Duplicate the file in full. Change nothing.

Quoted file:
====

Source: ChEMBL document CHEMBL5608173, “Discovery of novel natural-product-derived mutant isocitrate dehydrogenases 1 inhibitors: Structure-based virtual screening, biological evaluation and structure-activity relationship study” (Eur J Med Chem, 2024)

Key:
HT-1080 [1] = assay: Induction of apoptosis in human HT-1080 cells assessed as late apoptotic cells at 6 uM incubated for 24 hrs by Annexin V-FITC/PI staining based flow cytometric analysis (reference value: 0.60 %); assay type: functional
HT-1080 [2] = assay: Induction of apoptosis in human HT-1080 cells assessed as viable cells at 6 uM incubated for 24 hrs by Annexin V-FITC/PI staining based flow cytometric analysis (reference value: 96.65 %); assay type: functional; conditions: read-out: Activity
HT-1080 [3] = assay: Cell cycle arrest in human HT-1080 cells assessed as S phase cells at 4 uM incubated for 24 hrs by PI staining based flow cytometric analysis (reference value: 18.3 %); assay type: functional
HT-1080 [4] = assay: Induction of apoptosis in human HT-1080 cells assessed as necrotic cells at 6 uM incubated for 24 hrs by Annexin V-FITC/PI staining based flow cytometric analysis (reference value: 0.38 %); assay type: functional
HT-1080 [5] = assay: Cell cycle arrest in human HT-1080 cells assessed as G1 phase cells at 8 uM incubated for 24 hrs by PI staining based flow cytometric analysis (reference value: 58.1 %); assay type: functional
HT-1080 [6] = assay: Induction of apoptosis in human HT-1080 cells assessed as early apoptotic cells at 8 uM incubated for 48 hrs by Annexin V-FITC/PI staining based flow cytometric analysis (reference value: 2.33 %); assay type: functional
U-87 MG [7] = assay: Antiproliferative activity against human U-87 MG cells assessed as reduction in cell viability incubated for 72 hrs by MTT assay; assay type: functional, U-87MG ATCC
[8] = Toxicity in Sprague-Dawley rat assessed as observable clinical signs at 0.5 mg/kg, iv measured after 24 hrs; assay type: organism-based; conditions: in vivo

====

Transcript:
Source: ChEMBL document CHEMBL5608173, “Discovery of novel natural-product-derived mutant isocitrate dehydrogenases 1 inhibitors: Structure-based virtual screening, biological evaluation and structure-activity relationship study” (Eur J Med Chem, 2024)

Key:
HT-1080 [1] = assay: Induction of apoptosis in human HT-1080 cells assessed as late apoptotic cells at 6 uM incubated for 24 hrs by Annexin V-FITC/PI staining based flow cytometric analysis (reference value: 0.60 %); assay type: functional
HT-1080 [2] = assay: Induction of apoptosis in human HT-1080 cells assessed as viable cells at 6 uM incubated for 24 hrs by Annexin V-FITC/PI staining based flow cytometric analysis (reference value: 96.65 %); assay type: functional; conditions: read-out: Activity
HT-1080 [3] = assay: Cell cycle arrest in human HT-1080 cells assessed as S phase cells at 4 uM incubated for 24 hrs by PI staining based flow cytometric analysis (reference value: 18.3 %); assay type: functional
HT-1080 [4] = assay: Induction of apoptosis in human HT-1080 cells assessed as necrotic cells at 6 uM incubated for 24 hrs by Annexin V-FITC/PI staining based flow cytometric analysis (reference value: 0.38 %); assay type: functional
HT-1080 [5] = assay: Cell cycle arrest in human HT-1080 cells assessed as G1 phase cells at 8 uM incubated for 24 hrs by PI staining based flow cytometric analysis (reference value: 58.1 %); assay type: functional
HT-1080 [6] = assay: Induction of apoptosis in human HT-1080 cells assessed as early apoptotic cells at 8 uM incubated for 48 hrs by Annexin V-FITC/PI staining based flow cytometric analysis (reference value: 2.33 %); assay type: functional
U-87 MG [7] = assay: Antiproliferative activity against human U-87 MG cells assessed as reduction in cell viability incubated for 72 hrs by MTT assay; assay type: functional, U-87MG ATCC
[8] = Toxicity in Sprague-Dawley rat assessed as observable clinical signs at 0.5 mg/kg, iv measured after 24 hrs; assay type: organism-based; conditions: in vivo